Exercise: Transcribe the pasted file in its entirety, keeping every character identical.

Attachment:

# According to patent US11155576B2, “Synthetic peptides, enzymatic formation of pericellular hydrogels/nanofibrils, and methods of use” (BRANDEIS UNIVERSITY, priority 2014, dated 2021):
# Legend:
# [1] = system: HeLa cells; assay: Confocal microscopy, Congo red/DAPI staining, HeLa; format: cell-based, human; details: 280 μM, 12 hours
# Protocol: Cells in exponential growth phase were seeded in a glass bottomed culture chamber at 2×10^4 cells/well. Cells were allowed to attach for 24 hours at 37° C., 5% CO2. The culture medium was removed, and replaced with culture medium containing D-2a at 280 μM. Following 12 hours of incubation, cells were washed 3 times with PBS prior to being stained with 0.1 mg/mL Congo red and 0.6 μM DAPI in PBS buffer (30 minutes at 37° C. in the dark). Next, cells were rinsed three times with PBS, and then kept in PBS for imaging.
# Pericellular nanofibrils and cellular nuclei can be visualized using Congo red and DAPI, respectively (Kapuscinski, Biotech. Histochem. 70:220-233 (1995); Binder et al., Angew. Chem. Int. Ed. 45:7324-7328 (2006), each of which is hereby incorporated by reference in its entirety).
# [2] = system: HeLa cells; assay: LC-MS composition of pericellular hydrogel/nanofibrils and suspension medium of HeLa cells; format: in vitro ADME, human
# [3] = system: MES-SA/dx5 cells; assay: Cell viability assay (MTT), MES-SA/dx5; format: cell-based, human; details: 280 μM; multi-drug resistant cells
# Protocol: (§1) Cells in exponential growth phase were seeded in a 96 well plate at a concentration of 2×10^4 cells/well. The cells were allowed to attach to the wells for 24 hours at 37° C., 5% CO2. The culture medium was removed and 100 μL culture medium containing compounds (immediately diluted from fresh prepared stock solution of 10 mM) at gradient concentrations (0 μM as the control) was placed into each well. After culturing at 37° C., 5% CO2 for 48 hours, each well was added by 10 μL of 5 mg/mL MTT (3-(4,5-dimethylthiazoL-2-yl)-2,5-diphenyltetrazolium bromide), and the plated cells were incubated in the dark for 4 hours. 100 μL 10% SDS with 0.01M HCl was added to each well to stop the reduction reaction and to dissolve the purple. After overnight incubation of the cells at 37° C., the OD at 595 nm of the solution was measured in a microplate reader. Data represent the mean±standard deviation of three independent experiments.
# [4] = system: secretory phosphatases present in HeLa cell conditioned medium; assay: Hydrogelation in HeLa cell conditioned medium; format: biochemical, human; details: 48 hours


# According to patent US11155576B2, “Synthetic peptides, enzymatic formation of pericellular hydrogels/nanofibrils, and methods of use” (BRANDEIS UNIVERSITY, priority 2014, dated 2021):
# Legend:
# [1] = system: HeLa cells; assay: Confocal microscopy, Congo red/DAPI staining, HeLa; format: cell-based, human; details: 280 μM, 12 hours
# Protocol: Cells in exponential growth phase were seeded in a glass bottomed culture chamber at 2×10^4 cells/well. Cells were allowed to attach for 24 hours at 37° C., 5% CO2. The culture medium was removed, and replaced with culture medium containing D-2a at 280 μM. Following 12 hours of incubation, cells were washed 3 times with PBS prior to being stained with 0.1 mg/mL Congo red and 0.6 μM DAPI in PBS buffer (30 minutes at 37° C. in the dark). Next, cells were rinsed three times with PBS, and then kept in PBS for imaging.
# Pericellular nanofibrils and cellular nuclei can be visualized using Congo red and DAPI, respectively (Kapuscinski, Biotech. Histochem. 70:220-233 (1995); Binder et al., Angew. Chem. Int. Ed. 45:7324-7328 (2006), each of which is hereby incorporated by reference in its entirety).
# [2] = system: HeLa cells; assay: LC-MS composition of pericellular hydrogel/nanofibrils and suspension medium of HeLa cells; format: in vitro ADME, human
# [3] = system: MES-SA/dx5 cells; assay: Cell viability assay (MTT), MES-SA/dx5; format: cell-based, human; details: 280 μM; multi-drug resistant cells
# Protocol: (§1) Cells in exponential growth phase were seeded in a 96 well plate at a concentration of 2×10^4 cells/well. The cells were allowed to attach to the wells for 24 hours at 37° C., 5% CO2. The culture medium was removed and 100 μL culture medium containing compounds (immediately diluted from fresh prepared stock solution of 10 mM) at gradient concentrations (0 μM as the control) was placed into each well. After culturing at 37° C., 5% CO2 for 48 hours, each well was added by 10 μL of 5 mg/mL MTT (3-(4,5-dimethylthiazoL-2-yl)-2,5-diphenyltetrazolium bromide), and the plated cells were incubated in the dark for 4 hours. 100 μL 10% SDS with 0.01M HCl was added to each well to stop the reduction reaction and to dissolve the purple. After overnight incubation of the cells at 37° C., the OD at 595 nm of the solution was measured in a microplate reader. Data represent the mean±standard deviation of three independent experiments.
# [4] = system: secretory phosphatases present in HeLa cell conditioned medium; assay: Hydrogelation in HeLa cell conditioned medium; format: biochemical, human; details: 48 hours